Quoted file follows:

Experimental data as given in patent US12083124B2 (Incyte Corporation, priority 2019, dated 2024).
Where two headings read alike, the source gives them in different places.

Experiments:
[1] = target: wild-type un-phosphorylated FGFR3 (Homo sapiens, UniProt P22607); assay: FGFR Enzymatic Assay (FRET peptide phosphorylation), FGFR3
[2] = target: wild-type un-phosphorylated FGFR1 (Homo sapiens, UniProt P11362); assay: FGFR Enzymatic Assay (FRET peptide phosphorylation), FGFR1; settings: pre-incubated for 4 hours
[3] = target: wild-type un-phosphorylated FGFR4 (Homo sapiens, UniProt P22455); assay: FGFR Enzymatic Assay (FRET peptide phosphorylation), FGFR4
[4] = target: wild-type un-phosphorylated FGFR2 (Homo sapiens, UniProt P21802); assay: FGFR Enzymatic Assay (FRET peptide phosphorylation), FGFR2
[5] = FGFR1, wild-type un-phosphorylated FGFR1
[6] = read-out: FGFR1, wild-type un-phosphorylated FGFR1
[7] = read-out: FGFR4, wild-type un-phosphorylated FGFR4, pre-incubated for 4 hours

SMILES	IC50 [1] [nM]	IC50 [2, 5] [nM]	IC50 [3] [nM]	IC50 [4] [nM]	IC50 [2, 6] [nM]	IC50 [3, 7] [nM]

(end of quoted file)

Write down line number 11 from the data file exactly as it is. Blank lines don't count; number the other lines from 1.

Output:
SMILES	IC50 [1] [nM]	IC50 [2, 5] [nM]	IC50 [3] [nM]	IC50 [4] [nM]	IC50 [2, 6] [nM]	IC50 [3, 7] [nM]